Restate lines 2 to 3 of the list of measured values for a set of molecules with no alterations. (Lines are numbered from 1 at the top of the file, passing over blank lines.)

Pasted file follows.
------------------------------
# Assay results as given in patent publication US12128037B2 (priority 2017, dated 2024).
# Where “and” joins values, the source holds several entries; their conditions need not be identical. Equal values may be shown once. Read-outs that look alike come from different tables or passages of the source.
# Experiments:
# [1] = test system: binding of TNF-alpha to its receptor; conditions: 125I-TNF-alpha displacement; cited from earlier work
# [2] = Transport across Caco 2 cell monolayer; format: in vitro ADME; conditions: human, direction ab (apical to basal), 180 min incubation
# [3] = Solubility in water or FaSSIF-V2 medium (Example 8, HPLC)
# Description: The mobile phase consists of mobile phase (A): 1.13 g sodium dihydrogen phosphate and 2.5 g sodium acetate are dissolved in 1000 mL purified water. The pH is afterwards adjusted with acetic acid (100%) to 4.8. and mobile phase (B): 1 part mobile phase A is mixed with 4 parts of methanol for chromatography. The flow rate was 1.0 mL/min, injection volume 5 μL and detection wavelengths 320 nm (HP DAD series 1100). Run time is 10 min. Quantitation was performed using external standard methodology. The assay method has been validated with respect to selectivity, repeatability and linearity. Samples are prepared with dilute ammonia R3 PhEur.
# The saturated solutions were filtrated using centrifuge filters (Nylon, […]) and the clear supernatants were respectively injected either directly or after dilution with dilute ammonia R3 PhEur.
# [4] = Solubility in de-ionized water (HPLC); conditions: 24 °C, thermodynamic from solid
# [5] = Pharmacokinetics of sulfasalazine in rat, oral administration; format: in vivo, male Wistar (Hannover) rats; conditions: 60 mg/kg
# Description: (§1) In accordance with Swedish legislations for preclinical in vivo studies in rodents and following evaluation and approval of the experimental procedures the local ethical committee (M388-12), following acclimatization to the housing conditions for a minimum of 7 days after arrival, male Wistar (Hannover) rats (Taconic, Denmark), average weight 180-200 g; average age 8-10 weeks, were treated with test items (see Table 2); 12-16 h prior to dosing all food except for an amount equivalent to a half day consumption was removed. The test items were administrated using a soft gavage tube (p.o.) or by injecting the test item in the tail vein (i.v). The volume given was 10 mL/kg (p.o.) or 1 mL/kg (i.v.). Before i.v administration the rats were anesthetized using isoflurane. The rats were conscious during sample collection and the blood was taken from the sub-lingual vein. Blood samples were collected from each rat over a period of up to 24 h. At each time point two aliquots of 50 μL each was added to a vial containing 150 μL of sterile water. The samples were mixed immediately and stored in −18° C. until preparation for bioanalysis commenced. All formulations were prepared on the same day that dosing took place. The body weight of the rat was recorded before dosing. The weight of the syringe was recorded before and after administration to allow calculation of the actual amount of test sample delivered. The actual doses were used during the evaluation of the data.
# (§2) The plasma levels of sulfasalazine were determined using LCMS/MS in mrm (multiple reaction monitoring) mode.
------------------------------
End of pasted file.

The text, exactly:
# Where “and” joins values, the source holds several entries; their conditions need not be identical. Equal values may be shown once. Read-outs that look alike come from different tables or passages of the source.
# Experiments: